If ‘Drinking for England’ and ‘Feltham Sings’, boiled down to their respective essence, are ‘Alcoholism: The Musical’ and ‘Borstal: The Musical’, then it must have been immediately apparent to Simon Armitage and Brian Hill from the outset that ‘The Not Dead’ would require a different approach. Let’s face it, ‘PTSD: The Musical’ or ‘Survivors’ Guilt: The Musical’ was never going to be an option.
‘The Not Dead’ features three key interview subjects. Cliff served in Malaya in the 1950s, his younger counterparts Eddie and Rob in Bosnia and Iraq respectively. All saw violence, did violence, and had violence done to them. All came back where some of the men they served alongside didn’t. All, more to the point, came back changed men, either physically, mentally or both.
Decades separate their stories but similarities quickly emerge: working class backgrounds; basic training as something easy or even enjoyable; the eventual depersonalisation of the individual so that holding a gun seems the norm, ditto firing it; the experience of killing without enmity; and the difficulty in readjusting to civilian life afterwards. Particularly the latter. The nightmares, the negative effect on relationships, substance abuse as an emotional crutch.
Psychiatry was quick to diagnose Eddie and Rob: post-traumatic stress disorder. Cliff lived longer with the fall out before medical understanding and support networks caught up with him. Years of his GP denying their was any underlying issue. Years of one’s self-worth taking a battering. And when he finally approached the Royal College of Psychiatry and received a referral, the response from his specialist was bleak: he would have to cope with it as best he could. “So that’s what I’m doing,” he concludes with astounding pragmatism: “coping.”
But for all that Eddie and Rob have been able to put a name to their illness more quickly than Cliff did, it’s by no means made things easier for them. Eddie’s saviour is his wife (to whom the most poignant of Armitage’s poems for the film – the deceptively titled ‘Manhunt’ – is gifted); Rob self-anaethetises with drink and drugs. Some days he can’t face going out.
All three men are quietly mesmerising in their interview footage. Cliff, old school in suit and tie, is formal and precise in his diction. He calmly recounts killing a Malayan soldier who had shot one of his comrades. The understated description will leave you reeling. Then, moments later, Cliff reflects “I’ve got him to meet again soon” – the juxtaposition of regret at another’s death and acceptance of his own mortality is shattering. I had to pause the documentary here while I stopped crying.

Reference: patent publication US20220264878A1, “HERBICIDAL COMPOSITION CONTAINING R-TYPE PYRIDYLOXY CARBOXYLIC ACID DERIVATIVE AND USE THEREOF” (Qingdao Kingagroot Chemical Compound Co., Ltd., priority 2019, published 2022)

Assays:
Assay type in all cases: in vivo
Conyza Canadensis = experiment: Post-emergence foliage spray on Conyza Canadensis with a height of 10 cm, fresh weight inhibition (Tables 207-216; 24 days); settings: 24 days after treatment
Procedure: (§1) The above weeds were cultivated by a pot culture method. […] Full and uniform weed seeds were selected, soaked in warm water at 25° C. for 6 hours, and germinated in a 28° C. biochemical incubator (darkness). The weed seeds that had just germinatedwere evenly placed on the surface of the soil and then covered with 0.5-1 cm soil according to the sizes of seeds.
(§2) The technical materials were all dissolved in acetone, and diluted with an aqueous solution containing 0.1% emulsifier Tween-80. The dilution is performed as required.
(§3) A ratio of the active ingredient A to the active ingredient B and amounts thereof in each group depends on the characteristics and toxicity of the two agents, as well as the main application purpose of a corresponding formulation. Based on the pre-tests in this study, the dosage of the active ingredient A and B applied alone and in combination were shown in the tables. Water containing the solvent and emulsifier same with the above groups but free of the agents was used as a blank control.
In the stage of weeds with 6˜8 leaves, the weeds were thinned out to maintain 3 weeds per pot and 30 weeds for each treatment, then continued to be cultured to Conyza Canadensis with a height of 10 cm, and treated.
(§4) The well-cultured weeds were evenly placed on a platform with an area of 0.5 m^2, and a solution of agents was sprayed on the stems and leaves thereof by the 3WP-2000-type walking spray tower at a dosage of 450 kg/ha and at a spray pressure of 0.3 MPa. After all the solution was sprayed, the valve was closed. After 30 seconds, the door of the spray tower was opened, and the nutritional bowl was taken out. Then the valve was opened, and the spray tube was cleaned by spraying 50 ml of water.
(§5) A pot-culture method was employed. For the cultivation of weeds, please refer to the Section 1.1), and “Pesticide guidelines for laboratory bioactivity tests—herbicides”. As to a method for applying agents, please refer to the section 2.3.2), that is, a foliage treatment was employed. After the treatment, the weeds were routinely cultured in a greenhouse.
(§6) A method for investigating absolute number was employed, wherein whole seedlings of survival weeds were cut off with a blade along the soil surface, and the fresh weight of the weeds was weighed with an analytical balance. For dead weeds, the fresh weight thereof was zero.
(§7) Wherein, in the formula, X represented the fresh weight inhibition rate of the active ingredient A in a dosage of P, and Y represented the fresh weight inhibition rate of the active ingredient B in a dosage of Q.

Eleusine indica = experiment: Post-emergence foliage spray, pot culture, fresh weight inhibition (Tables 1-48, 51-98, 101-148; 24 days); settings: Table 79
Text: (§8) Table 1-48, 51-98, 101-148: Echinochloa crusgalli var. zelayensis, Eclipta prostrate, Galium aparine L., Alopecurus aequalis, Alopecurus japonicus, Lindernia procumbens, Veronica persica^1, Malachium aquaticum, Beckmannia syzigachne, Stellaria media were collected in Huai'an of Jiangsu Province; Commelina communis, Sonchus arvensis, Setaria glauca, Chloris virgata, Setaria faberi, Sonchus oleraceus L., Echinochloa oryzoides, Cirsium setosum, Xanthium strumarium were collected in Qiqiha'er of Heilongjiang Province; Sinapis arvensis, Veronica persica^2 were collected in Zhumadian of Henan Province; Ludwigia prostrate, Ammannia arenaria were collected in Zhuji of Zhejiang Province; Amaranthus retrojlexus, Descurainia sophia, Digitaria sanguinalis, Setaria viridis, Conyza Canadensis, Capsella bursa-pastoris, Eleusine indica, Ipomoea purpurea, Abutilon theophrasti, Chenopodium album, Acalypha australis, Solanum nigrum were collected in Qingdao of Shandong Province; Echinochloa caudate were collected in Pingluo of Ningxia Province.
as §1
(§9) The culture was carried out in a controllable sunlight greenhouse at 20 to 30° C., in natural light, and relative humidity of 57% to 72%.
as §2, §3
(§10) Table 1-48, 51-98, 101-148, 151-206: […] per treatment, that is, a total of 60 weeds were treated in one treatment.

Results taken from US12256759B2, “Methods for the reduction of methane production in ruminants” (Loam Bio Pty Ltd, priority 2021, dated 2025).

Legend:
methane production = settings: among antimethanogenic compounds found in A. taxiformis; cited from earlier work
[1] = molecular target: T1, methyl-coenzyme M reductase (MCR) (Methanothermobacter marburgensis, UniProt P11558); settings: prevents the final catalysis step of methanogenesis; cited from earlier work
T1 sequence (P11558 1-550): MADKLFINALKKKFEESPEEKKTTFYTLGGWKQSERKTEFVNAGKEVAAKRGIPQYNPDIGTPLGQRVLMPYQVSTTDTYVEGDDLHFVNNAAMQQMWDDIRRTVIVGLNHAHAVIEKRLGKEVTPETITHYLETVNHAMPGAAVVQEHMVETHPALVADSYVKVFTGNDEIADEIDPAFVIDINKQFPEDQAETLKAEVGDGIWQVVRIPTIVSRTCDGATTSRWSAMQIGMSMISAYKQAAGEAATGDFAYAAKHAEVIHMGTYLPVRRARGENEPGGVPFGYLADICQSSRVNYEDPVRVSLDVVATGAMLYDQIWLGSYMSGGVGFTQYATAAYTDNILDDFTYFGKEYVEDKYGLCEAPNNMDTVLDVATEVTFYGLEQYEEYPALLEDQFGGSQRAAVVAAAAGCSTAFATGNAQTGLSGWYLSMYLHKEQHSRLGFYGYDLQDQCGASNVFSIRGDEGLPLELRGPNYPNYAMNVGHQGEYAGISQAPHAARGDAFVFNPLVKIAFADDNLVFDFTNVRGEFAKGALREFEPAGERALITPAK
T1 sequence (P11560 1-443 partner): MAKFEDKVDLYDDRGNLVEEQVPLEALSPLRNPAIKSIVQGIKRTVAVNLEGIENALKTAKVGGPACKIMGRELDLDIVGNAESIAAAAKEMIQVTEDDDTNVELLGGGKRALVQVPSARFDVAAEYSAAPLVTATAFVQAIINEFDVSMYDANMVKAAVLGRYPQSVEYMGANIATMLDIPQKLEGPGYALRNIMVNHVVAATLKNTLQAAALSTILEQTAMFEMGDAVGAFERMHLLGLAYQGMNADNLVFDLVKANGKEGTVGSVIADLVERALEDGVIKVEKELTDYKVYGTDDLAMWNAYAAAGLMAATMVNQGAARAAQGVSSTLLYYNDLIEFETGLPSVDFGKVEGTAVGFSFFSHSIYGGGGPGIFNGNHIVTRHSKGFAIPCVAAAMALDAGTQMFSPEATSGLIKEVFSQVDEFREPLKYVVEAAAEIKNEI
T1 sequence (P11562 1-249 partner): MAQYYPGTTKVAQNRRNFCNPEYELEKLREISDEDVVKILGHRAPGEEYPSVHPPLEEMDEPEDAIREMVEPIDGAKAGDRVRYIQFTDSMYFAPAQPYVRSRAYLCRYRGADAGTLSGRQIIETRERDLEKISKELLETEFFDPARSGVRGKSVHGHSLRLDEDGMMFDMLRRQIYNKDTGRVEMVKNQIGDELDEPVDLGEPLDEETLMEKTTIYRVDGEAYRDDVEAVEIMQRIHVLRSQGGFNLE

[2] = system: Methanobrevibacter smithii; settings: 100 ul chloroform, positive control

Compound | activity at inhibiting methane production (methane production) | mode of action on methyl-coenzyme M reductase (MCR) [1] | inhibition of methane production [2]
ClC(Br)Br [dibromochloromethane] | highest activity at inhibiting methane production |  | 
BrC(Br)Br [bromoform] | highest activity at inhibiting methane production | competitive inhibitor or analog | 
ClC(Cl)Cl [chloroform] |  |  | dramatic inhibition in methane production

Eddie, quite softly spoken for such an imposing figure, chooses his words as carefully as Cliff. There is a world of painful experience in the weighing up of every word he uses. Rob’s recollections are a little more freeform, but punctuated by moments of silent reflection. Watching him, you get the feeling that he’s often back there, mind whirling. When he discusses being under fire, or even the waiting for the next attack, the comparison he uses is being mugged or in a car crash – that sense of hyper-realism where the adrenalin of a “fight or flight” response kicks in: “imagine that 24-7,” he concludes; “that’s what it’s like.”
Distilling their individual stories, Armitage created not just a suite of poems and lyrics as per his previous collaborations with Hill, but a book-length sequence. ‘The Not Dead’ is the only Armitage/Hill documentary thus far that has resulted in an accompanying publication. Curiously only two poems from it are reprinted in ‘Paper Aeroplane’, his Selected Poems that was published last year. (Some other pieces reappear in the Bloodaxe anthology ‘The Hundred Years War’.)
Obviously, only a handful of the work Armitage produced could find its way into the film, but the poems which feature are perfectly sculpted to each participant. And their readings are phenomenal. I can’t even begin to imagine what each man went through in not only having his worst moments distilled into short stark lines via the conduit of someone else’s imagination (no matter how sympathetic that imagination) but then reading those lines – reflectively and with gravitas – on camera. Armitage, in interview, has called it bravery. I agree.